“The research will assist policy makers to plan their future schistosomiasis control strategies according to the prevalence trends from the past several years,” said Vounatsou. “We are proud to provide a measure of programme assessment and evaluation by using prevalence estimated before, during and after major scale-up of mass drug administration, as well as evidence on the effect of future socioeconomic and environmental factors that should be considered for control projects.”

Continued partnership needed

Over the past 14 years, praziquantel has been made available by Merck in increasing amounts. Each year, in partnership with the WHO and ministries of health, up to 250 million tablets are provided free of charge. “It has been excellent to see contributions from donors, implementation partners and Merck for the medicine, yet continued support and targeted interventions are needed to sustain the trend and eliminate the disease as a public health problem as set by the new NTD road map 2021-2030,” said Amadou Garba Djirmay, scientist at the WHO. “Praziquantel has been targeted at school-aged children, and limited access to the drug for at-risk adult populations and preschool-aged children remains a key issue in further scaling up control efforts.”

“The global NTD community has achieved remarkable progress in the fight against schistosomiasis and other infectious diseases of poverty,” said Jürg Utzinger, Director of Swiss TPH. “Strong partnership, large-scale deworming, continued social and economic development, education and communication strategies and better access to water, sanitation and hygiene will facilitate the further decrease of schistosomiasis and allow us to work towards the ultimate goal of disease elimination.”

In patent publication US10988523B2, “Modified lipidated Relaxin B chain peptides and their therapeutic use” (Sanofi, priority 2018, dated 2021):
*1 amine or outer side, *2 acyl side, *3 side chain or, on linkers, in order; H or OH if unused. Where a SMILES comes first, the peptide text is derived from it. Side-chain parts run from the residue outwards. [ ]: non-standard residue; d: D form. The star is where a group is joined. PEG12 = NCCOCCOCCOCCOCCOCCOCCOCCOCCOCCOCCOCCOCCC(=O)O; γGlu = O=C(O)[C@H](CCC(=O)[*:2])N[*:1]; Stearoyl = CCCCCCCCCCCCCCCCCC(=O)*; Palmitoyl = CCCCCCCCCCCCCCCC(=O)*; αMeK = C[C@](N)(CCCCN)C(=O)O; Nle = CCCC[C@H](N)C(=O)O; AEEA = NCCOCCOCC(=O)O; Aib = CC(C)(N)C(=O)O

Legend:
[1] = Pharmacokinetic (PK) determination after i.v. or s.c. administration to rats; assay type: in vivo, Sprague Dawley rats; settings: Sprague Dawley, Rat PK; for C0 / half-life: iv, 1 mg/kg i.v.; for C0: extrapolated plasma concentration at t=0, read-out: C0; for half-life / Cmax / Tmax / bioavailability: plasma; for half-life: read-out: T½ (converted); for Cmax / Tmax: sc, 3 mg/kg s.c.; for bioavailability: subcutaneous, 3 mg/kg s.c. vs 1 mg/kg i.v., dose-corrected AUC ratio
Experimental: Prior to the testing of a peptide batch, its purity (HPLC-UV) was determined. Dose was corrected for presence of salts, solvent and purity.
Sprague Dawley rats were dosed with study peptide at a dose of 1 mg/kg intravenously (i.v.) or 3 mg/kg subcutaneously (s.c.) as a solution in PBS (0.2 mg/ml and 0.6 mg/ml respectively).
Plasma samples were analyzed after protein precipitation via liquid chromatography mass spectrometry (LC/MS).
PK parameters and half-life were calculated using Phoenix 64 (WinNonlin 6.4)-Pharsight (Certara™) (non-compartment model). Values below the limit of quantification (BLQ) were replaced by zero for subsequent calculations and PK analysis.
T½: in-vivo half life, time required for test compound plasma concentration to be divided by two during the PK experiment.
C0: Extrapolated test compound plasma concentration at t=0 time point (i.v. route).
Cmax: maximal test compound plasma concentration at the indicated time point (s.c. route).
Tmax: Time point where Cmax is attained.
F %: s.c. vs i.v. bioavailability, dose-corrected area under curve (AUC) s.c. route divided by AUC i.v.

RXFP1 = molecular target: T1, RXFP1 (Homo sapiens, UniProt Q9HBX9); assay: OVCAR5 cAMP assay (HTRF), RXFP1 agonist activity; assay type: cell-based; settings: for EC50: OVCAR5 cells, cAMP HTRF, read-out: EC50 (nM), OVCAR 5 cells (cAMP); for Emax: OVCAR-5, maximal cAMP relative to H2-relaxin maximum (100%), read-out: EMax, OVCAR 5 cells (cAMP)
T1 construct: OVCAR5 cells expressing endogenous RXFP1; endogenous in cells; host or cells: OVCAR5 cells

WHO Collaborating Centre for Epidemiology and Control of Helminth Infections

In 2014, Swiss TPH became a WHO Collaborating Centre for Epidemiology and Control of Helminth Infections. The work is comprised of teaching and training, risk area mapping, evaluating existing and developing new diagnostic tools, screening of new substances for their efficacy and safety against parasitic worms and supporting countries in building their control programmes.

Pediatric Praziquantel Consortium

The Pediatric Praziquantel Consortium is an international public-private partnership led by Merck that is dedicated to the development of a pediatric medication to treat schistosomiasis in preschool-aged children. Swiss TPH contributes to the consortium with extensive experience in helminth biological and pharmacological research, epidemiology, clinic research in endemic regions and access to the new medication.

About the study

The study was conducted by the Swiss Tropical and Public Health Institute (Swiss TPH) in collaboration with the World Health Organization (WHO), the University of Basel, a number of national control programmes for NTDs in Africa and other partners. The research was funded by the European Research Council (ERC) and the World Health Organization (WHO).  

Kokaliaris, C. et al. (2021). Effect of preventive chemotherapy with praziquantel on schistosomiasis among school-aged children in sub-Saharan Africa: a spatiotemporal modelling study. Lancet Infectious Diseases.